The Jewish New Year happened this week! A friend asked me, “Do you make resolutions like at the traditional New Year?” The answer is yes, and no. During the Jewish New Year and the holidays surrounding it, we go inward and we ask, “What can we leave behind? And how can we be better next year?”
The tradition is lovely, but I believe we can choose any time any day to bring a self-improvement practice into our lives. Did you ever make New Year’s resolutions, only to disappoint yourself a few weeks later by breaking them? And then you went right back to it after you broke the resolution right? Yes, I didn’t either. Don’t give up, anytime can be another opportunity for growth, and a chance to decide what you can do to be better.
The season change from Summer to Fall, when the energy shifts and we naturally begin to go inward is a perfect time to take stock of where you are and where you want to be, and move toward closing the gap between those!
It’s a two-step process, and I recommend you do it anytime you become aware of something you want to change in your life.
Identify what no longer serves you in your self-improvement journey and leave it in the past. During the time between Rosh Hashana, the New Year and Yom Kippur, the Day of Atonement, Jewish tradition guides us to perform a ceremony called Tashlich. The ritual is pretty cool, we take bread crumbs and throw them in a moving body of water to represent the casting off of our sins from the previous year. You can make this ritual your own by clearing something that doesn’t serve your health out of your life. How about that closet or drawer that’s overflowing with things you haven’t used in years? You can clear emotional junk the same way. Is there someone in your life you feel you owe an apology and the emotional weight of it is junking up your life? Call them, write to them, apologize and try to clear that heavy energy. If the person isn’t someone you can communicate with (maybe you don’t feel safe approaching them because they have reacted aggressively towards you, or they are no longer living) write the message you would send them anyway. Writing is a great way to clear things. Then, instead of breadcrumbs, tear the note into tiny pieces and release it a flowing body of water, or even burn the pieces (safely) and let them float away on the wind.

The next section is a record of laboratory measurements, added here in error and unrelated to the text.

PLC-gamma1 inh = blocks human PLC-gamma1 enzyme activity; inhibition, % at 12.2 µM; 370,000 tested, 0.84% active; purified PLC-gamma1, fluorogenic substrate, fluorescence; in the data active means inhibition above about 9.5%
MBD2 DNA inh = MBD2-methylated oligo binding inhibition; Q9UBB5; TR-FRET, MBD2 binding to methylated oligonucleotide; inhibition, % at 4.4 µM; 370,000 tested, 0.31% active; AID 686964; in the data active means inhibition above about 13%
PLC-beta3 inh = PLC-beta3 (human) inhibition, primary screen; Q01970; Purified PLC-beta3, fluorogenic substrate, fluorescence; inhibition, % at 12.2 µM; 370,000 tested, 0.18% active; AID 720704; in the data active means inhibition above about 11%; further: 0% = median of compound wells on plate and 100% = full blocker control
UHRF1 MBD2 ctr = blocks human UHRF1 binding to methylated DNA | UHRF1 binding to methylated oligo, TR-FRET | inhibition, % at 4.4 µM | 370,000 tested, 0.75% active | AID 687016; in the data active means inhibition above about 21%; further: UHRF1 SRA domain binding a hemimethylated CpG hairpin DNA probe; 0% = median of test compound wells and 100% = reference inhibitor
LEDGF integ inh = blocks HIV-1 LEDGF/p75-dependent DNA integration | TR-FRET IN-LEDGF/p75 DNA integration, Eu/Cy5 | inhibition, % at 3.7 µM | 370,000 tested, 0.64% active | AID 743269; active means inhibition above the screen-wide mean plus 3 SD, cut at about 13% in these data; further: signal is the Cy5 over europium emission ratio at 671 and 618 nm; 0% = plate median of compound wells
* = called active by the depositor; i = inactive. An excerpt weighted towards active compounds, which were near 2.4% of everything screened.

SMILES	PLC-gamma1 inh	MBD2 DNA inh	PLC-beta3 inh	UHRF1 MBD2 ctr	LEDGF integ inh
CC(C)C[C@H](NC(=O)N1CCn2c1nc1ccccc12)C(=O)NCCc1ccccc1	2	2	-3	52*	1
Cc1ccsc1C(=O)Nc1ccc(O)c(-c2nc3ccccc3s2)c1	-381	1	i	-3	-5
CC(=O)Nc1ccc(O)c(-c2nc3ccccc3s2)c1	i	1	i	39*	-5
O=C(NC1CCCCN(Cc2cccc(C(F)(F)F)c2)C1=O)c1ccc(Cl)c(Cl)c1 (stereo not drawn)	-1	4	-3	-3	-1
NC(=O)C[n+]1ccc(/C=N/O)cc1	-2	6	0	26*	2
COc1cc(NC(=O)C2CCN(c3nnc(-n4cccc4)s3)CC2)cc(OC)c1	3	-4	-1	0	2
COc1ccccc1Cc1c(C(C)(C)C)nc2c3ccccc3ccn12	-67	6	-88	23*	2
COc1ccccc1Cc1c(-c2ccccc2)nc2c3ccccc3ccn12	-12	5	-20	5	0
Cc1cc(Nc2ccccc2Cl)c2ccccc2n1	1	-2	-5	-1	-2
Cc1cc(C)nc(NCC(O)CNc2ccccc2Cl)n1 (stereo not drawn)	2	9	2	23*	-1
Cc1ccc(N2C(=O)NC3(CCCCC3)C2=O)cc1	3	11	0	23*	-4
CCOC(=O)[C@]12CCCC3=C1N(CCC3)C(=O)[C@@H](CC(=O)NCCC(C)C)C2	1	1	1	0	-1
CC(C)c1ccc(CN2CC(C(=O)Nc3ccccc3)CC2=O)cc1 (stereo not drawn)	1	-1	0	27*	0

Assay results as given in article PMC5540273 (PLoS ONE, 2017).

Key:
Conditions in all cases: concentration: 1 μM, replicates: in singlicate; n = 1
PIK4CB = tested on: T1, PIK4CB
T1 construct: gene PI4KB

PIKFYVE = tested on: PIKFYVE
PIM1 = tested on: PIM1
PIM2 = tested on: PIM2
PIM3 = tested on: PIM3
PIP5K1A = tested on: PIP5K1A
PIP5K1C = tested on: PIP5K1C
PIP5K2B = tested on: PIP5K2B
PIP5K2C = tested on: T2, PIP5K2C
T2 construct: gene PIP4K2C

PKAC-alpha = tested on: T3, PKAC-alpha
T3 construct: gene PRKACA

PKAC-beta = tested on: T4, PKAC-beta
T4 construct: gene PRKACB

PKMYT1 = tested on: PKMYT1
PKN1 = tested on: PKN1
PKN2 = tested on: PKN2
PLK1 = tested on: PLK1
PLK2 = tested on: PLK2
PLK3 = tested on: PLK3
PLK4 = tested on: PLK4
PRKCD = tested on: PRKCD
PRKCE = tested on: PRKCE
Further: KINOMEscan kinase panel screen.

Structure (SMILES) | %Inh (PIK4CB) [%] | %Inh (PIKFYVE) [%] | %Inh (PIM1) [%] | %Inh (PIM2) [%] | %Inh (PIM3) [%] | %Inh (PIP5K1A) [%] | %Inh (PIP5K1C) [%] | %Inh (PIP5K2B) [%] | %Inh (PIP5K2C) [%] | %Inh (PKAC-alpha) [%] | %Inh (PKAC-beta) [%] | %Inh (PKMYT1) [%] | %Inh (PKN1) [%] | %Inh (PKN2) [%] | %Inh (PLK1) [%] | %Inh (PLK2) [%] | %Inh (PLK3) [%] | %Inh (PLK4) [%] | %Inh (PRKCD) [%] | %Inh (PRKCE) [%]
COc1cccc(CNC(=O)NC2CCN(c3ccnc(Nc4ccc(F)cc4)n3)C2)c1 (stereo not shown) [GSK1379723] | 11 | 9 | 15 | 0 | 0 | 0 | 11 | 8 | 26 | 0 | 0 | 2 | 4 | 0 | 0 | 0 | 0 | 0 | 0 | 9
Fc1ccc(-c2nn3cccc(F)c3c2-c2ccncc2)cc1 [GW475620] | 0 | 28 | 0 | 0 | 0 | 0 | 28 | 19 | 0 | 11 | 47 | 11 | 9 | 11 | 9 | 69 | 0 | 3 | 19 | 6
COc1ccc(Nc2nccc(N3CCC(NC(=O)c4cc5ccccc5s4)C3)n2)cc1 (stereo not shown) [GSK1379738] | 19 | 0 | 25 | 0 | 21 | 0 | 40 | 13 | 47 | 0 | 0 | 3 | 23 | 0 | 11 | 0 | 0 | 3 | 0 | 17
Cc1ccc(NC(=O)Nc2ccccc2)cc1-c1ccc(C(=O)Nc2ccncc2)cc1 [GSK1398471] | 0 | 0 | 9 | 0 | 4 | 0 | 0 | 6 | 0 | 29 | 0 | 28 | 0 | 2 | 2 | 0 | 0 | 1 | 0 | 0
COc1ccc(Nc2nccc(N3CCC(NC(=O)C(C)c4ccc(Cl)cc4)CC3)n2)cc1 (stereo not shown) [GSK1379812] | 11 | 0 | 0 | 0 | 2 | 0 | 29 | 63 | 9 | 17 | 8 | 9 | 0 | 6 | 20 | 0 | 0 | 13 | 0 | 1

Make promises. Promise you will TRY to do better next year. It’s the trying that matters. So many of us give up on our New Year’s resolutions the first day we skip the gym, or take that drink, or eat that cookie. Don’t give up, keep trying, keep failing, and keep trying some more until the promise to try becomes a new habit. Or perhaps your new habit is to show more kindness, open doors for people, be a better listener, drive with more awareness of your surroundings, practice gratitude for everything you have. Whether it’s a physical improvement or a mental/emotional one, there’s no time like the present to try to improve. You have opportunities daily if you just use your awareness.
As the autumn winds kick up and begin to blow the falling leaves around, take stock of your life and see what you can release. Let it blow away, and fill the space of that clean drawer, or that emotional energy with a promise. To do better, to be better.
Coaching can help, if making or sticking to those promises doesn’t seem doable, I’m here for you. Start your new year off with a boost of confidence: schedule a free consultation!
You don’t have to wait for the calendar to tell you it’s time to make a change, you get to choose!
Blessings and to all who celebrate, L’Shana Tova,